Commercial Vehicle Group's (CVGI) CEO Patrick Miller on Q1 2018 Results - Earnings Call Transcript
Commercial Vehicle Group, Inc. (NASDAQ:CVGI) Q1 2018 Earnings Conference Call May 4, 2018 10:00 AM ET
Terry Hammett – Head of Investor Relations
Patrick Miller – President and Chief Executive Officer
Tim Trenary – Chief Financial Officer
Mike Shlisky – Seaport Global
Ray Benvenuti – D.C. Capital
Good day, ladies and gentlemen, and welcome to the First Quarter 2018 Commercial Vehicle Group Earnings Conference Call. At this time all participants are in a listen-only mode, later we will conduct a question-and-answer session and instructions will follow at that time. [Operator Instructions] As a reminder, today’s conference is being recorded.
I would like to introduce your host for today’s conference Mr. Terry Hammett, Head of Investor Relations. Sir, please go ahead.
Thank you, Michelle, and welcome to the conference call. Patrick Miller, President and Chief Executive Officer of Commercial Vehicle Group, will provide a brief company update; and Tim Trenary, our Chief Financial Officer, will provide commentary regarding our first quarter 2018 financial results. We will then open the call up for questions.
This conference call is being webcast and may contain forward-looking statements, including, but not limited to, expectations for future periods regarding market trends, cost-saving initiatives and new product initiatives among others. Actual results may differ from anticipated results because of certain risks and uncertainties. These risks and uncertainties may include, but are not limited to, the economic conditions in the markets in which CVG operates; fluctuations in the production volumes of vehicles for which CVG is a supplier; financial covenant compliance and liquidity; risks associated with conducting business in foreign countries and currencies; and other risks as detailed in our SEC filings.
And now Patrick Miller with a brief company update.
Thank you, Terry. Good morning and welcome everyone. I appreciate you joining us today as we discuss our first quarter results, our end market performance and our forward opportunities. We are pleased to report that our first quarter 2018 revenues improved by $42.3 million or by 24% over the prior year period. Operating income was $15.5 in the first quarter of 2018, a significant increase over the $4.6 million of operating income in the first quarter of 2017.
Tim is going to provide further detail on our financial performance in a moment. Our two major market segments North American heavy-duty truck and global construction continue to ramp up demand as we progress through the first quarter of this year. Our top OEM customer showed strong year-over-year sales increases in Q1 and there are sign to indicating that these growth trends could continue into 2018 especially in truck and bus.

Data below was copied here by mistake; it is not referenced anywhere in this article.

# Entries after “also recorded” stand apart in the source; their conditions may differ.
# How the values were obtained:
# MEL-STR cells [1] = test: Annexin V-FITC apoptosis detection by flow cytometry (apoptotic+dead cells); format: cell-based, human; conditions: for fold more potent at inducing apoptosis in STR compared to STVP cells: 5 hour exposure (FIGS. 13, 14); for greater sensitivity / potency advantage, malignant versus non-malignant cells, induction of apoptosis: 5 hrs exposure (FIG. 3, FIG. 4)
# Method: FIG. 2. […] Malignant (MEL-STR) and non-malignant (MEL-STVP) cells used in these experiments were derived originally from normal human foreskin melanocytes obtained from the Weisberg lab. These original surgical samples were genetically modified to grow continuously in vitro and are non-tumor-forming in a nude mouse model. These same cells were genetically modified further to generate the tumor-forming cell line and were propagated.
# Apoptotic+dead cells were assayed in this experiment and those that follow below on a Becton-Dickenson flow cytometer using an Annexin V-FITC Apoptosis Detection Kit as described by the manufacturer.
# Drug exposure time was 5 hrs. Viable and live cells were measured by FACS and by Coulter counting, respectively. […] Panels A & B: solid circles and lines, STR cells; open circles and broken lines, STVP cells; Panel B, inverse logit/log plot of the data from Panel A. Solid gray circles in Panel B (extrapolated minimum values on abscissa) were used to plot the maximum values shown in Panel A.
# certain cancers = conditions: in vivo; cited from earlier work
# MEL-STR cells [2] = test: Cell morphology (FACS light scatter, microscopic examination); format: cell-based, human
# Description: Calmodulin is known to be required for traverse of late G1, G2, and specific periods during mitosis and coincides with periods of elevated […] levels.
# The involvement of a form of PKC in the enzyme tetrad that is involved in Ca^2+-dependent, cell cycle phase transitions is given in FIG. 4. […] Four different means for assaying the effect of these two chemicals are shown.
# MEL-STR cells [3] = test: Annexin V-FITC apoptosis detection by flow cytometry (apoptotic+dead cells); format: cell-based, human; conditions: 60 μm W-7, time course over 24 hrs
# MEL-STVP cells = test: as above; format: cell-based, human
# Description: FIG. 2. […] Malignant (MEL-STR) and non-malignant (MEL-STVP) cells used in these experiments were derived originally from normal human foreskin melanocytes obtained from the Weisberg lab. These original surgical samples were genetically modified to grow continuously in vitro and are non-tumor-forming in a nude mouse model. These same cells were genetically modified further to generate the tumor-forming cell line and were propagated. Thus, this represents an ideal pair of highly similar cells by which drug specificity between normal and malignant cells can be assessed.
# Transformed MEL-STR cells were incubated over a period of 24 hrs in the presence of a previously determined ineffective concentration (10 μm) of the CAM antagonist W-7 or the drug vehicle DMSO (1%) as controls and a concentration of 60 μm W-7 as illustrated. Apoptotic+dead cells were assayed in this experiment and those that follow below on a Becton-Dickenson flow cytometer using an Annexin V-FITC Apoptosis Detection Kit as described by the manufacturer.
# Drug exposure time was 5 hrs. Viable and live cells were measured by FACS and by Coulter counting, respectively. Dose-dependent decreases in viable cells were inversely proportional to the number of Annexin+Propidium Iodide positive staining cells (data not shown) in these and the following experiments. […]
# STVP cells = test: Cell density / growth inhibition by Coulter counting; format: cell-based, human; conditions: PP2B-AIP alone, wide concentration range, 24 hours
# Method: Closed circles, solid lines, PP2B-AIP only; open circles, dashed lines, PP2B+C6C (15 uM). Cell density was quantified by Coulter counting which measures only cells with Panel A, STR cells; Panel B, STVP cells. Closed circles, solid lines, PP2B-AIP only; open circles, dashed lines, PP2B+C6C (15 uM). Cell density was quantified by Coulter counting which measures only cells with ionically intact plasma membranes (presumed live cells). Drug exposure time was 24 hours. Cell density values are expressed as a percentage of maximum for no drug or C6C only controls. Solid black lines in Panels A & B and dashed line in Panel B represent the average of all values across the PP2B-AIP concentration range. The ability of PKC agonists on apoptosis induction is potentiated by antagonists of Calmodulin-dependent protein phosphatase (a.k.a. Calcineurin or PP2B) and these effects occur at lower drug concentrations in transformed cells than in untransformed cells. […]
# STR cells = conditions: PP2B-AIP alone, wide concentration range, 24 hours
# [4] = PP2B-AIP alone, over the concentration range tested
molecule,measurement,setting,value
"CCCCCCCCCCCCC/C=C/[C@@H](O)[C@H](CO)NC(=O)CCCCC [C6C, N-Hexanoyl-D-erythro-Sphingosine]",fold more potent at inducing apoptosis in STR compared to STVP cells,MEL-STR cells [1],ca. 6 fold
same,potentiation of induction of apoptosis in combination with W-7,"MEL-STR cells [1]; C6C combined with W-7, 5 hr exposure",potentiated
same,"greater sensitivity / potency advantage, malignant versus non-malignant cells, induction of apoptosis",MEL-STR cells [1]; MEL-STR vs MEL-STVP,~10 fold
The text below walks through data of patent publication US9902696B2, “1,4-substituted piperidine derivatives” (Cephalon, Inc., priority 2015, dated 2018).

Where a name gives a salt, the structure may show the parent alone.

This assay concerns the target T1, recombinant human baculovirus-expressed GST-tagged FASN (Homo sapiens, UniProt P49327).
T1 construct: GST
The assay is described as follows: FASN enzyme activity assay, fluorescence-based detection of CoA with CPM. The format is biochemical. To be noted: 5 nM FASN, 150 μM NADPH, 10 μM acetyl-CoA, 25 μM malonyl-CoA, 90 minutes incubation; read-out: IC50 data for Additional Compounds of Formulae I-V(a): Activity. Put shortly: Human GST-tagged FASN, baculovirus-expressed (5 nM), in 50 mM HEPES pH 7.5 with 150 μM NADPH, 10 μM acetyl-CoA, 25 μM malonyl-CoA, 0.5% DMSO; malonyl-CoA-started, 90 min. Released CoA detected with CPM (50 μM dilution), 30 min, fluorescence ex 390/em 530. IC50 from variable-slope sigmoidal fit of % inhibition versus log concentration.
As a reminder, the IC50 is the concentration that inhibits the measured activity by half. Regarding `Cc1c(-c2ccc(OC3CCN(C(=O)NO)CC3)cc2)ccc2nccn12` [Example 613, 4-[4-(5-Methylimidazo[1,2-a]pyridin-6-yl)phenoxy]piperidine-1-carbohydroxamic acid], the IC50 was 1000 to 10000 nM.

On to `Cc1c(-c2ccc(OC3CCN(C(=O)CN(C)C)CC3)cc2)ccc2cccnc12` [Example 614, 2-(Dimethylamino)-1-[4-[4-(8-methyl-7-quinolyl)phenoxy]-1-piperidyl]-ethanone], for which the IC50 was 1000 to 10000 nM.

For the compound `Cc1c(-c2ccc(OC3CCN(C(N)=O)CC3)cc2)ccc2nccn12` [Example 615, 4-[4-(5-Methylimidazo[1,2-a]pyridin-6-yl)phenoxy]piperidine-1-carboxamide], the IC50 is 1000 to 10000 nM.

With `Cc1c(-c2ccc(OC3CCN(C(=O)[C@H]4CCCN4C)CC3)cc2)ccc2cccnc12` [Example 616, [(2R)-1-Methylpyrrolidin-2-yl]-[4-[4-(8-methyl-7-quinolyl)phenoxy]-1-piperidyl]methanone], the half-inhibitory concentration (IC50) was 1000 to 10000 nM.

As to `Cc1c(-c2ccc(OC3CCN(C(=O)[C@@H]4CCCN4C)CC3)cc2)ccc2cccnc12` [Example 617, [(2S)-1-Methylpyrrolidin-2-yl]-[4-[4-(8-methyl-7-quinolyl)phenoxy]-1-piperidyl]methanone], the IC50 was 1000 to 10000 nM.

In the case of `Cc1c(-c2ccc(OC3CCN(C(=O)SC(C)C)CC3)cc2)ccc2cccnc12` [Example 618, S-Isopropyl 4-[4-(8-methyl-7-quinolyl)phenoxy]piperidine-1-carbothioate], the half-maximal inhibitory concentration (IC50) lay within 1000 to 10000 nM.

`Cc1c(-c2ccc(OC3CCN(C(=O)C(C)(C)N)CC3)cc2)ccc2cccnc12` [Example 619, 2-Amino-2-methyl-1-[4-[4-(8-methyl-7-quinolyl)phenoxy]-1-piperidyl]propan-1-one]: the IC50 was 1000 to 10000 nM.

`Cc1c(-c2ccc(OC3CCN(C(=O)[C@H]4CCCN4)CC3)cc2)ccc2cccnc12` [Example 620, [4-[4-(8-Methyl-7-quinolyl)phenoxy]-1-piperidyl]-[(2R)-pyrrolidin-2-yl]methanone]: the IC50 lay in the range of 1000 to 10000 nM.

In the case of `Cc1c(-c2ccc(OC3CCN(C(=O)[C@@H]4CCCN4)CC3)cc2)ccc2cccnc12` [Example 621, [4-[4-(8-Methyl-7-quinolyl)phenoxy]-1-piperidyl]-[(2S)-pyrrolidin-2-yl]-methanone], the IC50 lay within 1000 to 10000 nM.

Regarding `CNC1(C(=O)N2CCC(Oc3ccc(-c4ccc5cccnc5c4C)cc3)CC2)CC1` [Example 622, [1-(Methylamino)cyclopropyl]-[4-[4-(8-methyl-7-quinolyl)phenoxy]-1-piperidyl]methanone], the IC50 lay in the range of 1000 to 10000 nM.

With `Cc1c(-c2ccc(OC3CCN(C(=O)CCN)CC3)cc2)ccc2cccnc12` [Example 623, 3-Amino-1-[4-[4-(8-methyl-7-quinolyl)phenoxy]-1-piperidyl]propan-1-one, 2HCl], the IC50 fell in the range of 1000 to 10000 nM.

North American medium and heavy-duty truck order rates performed strong in the first quarter of this year, reflecting the second best level in history. These order levels are good predicators that 2018 is likely to be a strong build year. As the OEMs work to increase production to elevate the increasing backlogs. We believe solid trucks fundamentals including pricing, equipment utilization and used truck values coupled with continued economic growth in the United States support this strong truck demand for the full year.
ACT and FDR are currently forecasting 328,000 and 330,000 units, respectively for 2018, up from 256,000 units in 2017. Accordingly, we are maintaining our 2018 Class 8 truck production forecast of 300,000 and 325,000 units. On the OEM construction side, which represented approximately one-fourth of our consolidated revenues in 2017, market conditions in 2018 appear to be favorable year-over-year, due in part, to larger-than-expected supply chain constraints in 2017.
Most of the global regions that we support are seeing elevated consistent growth, including Asia, Europe and North America. Asia Pacific market continues showing a favorable growth trend with heavy and medium-duty construction machinery, expected to continue growing around 20% to 25% year-over-year, driven by machinery exports into China infrastructure actions.
North American fundamentals for construction are also in good shape, with higher backlogs and channel inventories leveling out. The North American heavy and medium-duty construction market is expected to grow 30% to 35% in 2018, when compared to the prior year as a result of an improved global construction industry, production backlogs and exports attributed to a weaker U.S. dollar.
The European market supported locally by our KAB Seating team and our wire harness operations is expected to grow its medium and heavy-duty construction market by 25% to 30%. Additionally, several of our off-road customers also participate in the mining industry, which has seen a recovery, driven by the higher commodity markets. We are encouraged by the trend we see in these markets that we participate in, and the orders look favorable for these markets, as we progress throughout 2018.